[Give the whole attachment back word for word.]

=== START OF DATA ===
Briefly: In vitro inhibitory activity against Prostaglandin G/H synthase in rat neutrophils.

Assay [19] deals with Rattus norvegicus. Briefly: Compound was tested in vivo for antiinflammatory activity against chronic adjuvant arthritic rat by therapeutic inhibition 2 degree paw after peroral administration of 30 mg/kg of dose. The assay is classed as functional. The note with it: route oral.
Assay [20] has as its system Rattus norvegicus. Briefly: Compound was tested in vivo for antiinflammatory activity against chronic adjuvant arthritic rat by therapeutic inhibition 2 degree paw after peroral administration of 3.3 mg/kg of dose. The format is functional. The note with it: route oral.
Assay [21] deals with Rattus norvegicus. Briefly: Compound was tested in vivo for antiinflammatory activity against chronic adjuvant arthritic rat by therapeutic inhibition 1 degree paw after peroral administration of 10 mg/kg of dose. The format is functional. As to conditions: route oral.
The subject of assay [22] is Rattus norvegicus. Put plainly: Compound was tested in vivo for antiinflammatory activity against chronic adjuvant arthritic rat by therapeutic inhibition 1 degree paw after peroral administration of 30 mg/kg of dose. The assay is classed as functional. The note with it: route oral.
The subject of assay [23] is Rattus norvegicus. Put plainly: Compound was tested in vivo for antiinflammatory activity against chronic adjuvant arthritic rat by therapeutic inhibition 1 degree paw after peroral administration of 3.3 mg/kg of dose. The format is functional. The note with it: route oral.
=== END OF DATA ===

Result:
Briefly: In vitro inhibitory activity against Prostaglandin G/H synthase in rat neutrophils.

Assay [19] deals with Rattus norvegicus. Briefly: Compound was tested in vivo for antiinflammatory activity against chronic adjuvant arthritic rat by therapeutic inhibition 2 degree paw after peroral administration of 30 mg/kg of dose. The assay is classed as functional. The note with it: route oral.
Assay [20] has as its system Rattus norvegicus. Briefly: Compound was tested in vivo for antiinflammatory activity against chronic adjuvant arthritic rat by therapeutic inhibition 2 degree paw after peroral administration of 3.3 mg/kg of dose. The format is functional. The note with it: route oral.
Assay [21] deals with Rattus norvegicus. Briefly: Compound was tested in vivo for antiinflammatory activity against chronic adjuvant arthritic rat by therapeutic inhibition 1 degree paw after peroral administration of 10 mg/kg of dose. The format is functional. As to conditions: route oral.
The subject of assay [22] is Rattus norvegicus. Put plainly: Compound was tested in vivo for antiinflammatory activity against chronic adjuvant arthritic rat by therapeutic inhibition 1 degree paw after peroral administration of 30 mg/kg of dose. The assay is classed as functional. The note with it: route oral.
The subject of assay [23] is Rattus norvegicus. Put plainly: Compound was tested in vivo for antiinflammatory activity against chronic adjuvant arthritic rat by therapeutic inhibition 1 degree paw after peroral administration of 3.3 mg/kg of dose. The format is functional. The note with it: route oral.